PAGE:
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Tuesday, September 21, 2021

UC Davis Native American Studies professor receives Mellon Foundation fellowship

ZOË REINHARDT / AGGIE

Liza Grandia’s research will merge social, environmental sciences to study the intersection of toxicology, rights of indigenous communities  

Liza Grandia, an associate professor of Native American Studies, recently received a $270,000 New Direction Fellowship from the Mellon Foundation for her research proposal entitled “Toxic Trespass.”

In her proposal, Grandia detailed the goals of her research.

“[I’ll work] at the interstices of environmental justice, Native American and indigenous studies, and cultural anthropology […] for building new transnational alliances based on mutual vulnerabilities to environmental hazards,” Grandia said.

Grandia will begin her research by spending a year at UC Davis taking toxicology and environmental epidemiology courses.

Zoila Mendoza, a professor and the chair of the Native American Studies Department, expressed her appreciation for the topic that Grandia’s research focuses on.

“UC Davis and the department of Native American Studies are fortunate to have among the faculty people like Professor Grandia who is a committed and engaged scholar who works closely with indigenous communities that rely on informed and effective interlocutors like her in order to fight for their rights and a better future,” Mendoza said via email.

The intersection of different educational spheres particularly interests Grandia.

“At UC Davis, there is an aspiration to bring the humanities and social sciences together with the hard sciences, and I hope to do that,” Grandia said to UC Dateline.

This opportunity will enable her to become “a more productive interlocutor” between indigenous communities and the environmental health sciences.

Mendoza conveyed the same sentiments regarding the importance of an intersectional understanding of socio-cultural and scientific circumstances when approaching issues of human-induced environmental hazard.

“It is certainly crucial in the case of any kind of community, because science and understanding of human and social behavior have to go hand in hand in order to develop strategies that work and that are sustainable,” Mendoza said via email. “Indigenous communities around the world need to have access to knowledge such as that which will come out of Professor Grandia’s interdisciplinary research in order to fight for their lives and rights which are constantly threatened by corporate interests.”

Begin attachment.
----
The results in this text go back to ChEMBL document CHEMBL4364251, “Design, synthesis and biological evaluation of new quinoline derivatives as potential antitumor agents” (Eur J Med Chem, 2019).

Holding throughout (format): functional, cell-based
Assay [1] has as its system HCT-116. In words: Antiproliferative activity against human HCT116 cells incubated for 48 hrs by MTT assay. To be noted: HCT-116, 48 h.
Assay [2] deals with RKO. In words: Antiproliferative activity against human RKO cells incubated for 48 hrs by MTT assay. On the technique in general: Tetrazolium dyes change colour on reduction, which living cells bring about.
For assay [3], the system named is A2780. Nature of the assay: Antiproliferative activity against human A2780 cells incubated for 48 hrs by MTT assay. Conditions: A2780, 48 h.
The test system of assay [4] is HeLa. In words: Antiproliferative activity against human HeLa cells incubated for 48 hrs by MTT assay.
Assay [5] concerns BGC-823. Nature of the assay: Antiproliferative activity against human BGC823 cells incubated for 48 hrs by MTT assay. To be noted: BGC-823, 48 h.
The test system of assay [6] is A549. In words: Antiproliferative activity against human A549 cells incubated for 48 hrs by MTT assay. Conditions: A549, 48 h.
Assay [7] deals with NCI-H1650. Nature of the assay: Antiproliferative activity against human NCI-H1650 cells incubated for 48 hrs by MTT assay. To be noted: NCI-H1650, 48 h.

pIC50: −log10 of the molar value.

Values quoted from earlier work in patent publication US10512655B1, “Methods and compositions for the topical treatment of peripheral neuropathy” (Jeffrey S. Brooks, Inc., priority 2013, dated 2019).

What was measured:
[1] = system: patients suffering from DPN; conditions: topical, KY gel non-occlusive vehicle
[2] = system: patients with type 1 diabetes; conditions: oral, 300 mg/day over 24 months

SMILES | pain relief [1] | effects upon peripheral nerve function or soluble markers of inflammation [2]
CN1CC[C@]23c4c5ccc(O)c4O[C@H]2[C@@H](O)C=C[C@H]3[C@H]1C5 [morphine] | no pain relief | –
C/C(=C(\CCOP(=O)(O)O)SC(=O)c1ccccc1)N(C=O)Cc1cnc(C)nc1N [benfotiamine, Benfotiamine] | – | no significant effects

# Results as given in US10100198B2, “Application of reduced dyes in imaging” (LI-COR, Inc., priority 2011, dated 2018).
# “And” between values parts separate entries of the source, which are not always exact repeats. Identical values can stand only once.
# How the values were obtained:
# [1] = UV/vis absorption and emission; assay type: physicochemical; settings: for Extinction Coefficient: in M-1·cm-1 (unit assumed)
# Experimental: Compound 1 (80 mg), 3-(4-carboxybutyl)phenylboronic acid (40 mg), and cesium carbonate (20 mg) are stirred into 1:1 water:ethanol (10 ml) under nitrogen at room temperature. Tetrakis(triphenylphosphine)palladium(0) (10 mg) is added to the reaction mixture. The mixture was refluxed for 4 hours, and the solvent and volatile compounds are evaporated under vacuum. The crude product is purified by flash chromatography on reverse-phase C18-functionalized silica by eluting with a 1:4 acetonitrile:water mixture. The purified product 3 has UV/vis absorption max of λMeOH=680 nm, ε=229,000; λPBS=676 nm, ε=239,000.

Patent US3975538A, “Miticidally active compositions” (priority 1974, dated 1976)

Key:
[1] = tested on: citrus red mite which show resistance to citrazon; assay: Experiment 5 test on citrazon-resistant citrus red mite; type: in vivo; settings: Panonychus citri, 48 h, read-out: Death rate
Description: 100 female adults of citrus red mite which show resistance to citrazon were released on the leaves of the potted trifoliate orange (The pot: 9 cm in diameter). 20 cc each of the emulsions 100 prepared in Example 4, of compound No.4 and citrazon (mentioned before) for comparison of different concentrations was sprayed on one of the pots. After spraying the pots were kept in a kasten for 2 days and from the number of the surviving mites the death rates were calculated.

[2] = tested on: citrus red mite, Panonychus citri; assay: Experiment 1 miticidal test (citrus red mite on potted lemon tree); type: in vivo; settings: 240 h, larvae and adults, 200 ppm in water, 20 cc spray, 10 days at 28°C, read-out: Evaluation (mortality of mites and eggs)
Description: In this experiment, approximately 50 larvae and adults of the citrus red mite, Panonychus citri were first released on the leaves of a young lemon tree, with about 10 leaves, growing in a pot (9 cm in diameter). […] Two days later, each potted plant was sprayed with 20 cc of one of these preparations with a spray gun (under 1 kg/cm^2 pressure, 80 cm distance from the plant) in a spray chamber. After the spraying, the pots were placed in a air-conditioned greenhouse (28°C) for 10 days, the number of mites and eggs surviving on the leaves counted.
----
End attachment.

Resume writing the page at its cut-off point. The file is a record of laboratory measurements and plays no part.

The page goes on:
Although some of the courses Grandia will be taking are out of her field, she is nevertheless excited to learn material that will ameliorate her knowledge about toxicology.

“I need to put some organic chemistry where my mouth is,” Grandia said. “In a world in which corporations have released 85,000 chemicals into the environment, I’m interested in looking at the chronic impact it has on our everyday life and rais[ing] awareness about the greater injustices suffered by indigenous people and people of color from environmental hazards.”

According to Grandia, the acquired knowledge from the science courses will “enhance the scientific rigor” of her ongoing research with the Q’eqchi’ Maya people and also help her start her ethnography project on “ordinary people’s cultural perceptions of the risks associated with toxic chemicals in everyday life.”

Grandia further elaborated that in her role as a “translator” between anthropology and environmental science, she strives to know enough about the assumptions behind the science in order to learn the cutting edge environmental health research. By doing so, she aims to connect researchers with indigenous communities.

“In a complex, corporate-dominated world we have to understand the forces of globalization and nationalism that are pinging on the sovereignty and wellbeing of indigenous people,” Grandia said.